The Did You Mean feature suggests a modified query when the original query contains spelling mistakes and doesn’t return enough results.
The Did You Mean algorithm compares the queried term and the most occurring similar terms in the index, and then computes the edit distance units (or typographical errors) between them. For the algorithm to suggest a term, this term must occur significantly more in the index than the queried term for each unit of distance between them. The number of results that a query yields has no impact on the algorithm.
distnace is one unit of edit distance from
ditsnace is two. Therefore, the algorithm requires fewer occurrences of
distance in your index to suggest it when you query
distnace than when you query
If an alternative term yields fewer occurrences than the required number, the Did You Mean algorithm doesn’t suggest it. This can happen when the correct term is more common than the misspelled term, but isn’t included in items that the other queried items match.
The Did You Mean feature doesn’t take the query context into account, i.e., a word considered incorrect may appear frequently near the other queried words. The feature may therefore suggest a corrected query that returns fewer results.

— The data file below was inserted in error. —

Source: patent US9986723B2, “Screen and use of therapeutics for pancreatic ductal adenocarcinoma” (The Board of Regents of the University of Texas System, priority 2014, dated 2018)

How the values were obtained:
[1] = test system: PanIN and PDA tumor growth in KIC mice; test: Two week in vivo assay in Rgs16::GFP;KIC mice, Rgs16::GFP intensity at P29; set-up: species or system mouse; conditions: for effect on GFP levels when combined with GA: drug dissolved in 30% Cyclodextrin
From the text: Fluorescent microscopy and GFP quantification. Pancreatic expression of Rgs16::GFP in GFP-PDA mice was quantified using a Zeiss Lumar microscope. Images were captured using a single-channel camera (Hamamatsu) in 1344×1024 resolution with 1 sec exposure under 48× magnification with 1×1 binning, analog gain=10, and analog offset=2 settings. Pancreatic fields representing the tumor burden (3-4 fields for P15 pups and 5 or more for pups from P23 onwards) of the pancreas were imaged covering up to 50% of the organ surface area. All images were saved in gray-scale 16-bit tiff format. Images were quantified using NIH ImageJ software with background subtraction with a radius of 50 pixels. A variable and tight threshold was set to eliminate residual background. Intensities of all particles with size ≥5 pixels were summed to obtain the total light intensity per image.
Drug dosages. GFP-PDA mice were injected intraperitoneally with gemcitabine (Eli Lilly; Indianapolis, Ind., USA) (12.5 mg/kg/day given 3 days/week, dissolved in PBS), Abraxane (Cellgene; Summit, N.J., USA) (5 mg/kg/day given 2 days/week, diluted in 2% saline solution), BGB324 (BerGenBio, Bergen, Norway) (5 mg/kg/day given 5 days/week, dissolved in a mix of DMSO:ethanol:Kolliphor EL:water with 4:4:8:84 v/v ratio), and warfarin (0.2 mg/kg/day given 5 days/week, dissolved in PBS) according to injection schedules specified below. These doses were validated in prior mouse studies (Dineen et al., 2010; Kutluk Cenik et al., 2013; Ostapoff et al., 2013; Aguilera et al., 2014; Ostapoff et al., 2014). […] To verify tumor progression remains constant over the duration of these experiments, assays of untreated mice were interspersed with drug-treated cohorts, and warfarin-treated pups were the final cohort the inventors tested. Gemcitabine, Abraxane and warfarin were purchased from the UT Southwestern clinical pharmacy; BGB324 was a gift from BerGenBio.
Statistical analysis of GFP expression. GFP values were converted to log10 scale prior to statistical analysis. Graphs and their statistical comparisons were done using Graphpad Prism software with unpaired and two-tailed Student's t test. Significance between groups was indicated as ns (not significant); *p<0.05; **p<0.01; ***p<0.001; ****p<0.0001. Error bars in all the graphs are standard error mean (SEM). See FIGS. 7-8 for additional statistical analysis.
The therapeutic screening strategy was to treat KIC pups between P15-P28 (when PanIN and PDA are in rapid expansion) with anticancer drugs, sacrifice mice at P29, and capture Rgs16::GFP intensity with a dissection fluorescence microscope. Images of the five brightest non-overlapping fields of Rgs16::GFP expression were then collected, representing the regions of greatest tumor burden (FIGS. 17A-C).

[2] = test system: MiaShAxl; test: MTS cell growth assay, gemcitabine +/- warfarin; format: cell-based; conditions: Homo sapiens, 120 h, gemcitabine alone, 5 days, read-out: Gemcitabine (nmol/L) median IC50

Coveo Machine Learning also makes suggestions, along with content recommendations based on the query.
Special Characters and Patterns
Special characters are non-alphanumeric characters such as punctuation marks, quotation marks, currency symbols, and mathematical operators.
Coveo doesn’t index special characters, and if queried, these characters are ignored, i.e., considered as a whitespace character. Therefore, querying for a term containing a special character may not return the expected result.
firstname.lastname@example.org be interpreted as
jsmith mycompany comand will return items that match these keywords.
When searching for phone number
(418) 263-1111, whether you put the area code in parentheses or not is irrelevant. Since the parentheses and the dash are ignored when queried, all items matching these three series of numbers will be returned, regardless of the phone number format.
When searching for
iPhone 6+, items including
iPhone 6+will be returned.
However, some special characters can be used to formulate advanced query syntax expressions). Specifically, you can perform very powerful searches by leveraging facet fields and advanced query operators (see Advanced Field Queries). Since advanced field operators only use facet values, they can access all characters in the facet value, therefore making it possible to use patterns to search for anything.
enableWildcards option) independently from the Coveo query syntax (see Enabling Wildcard Match).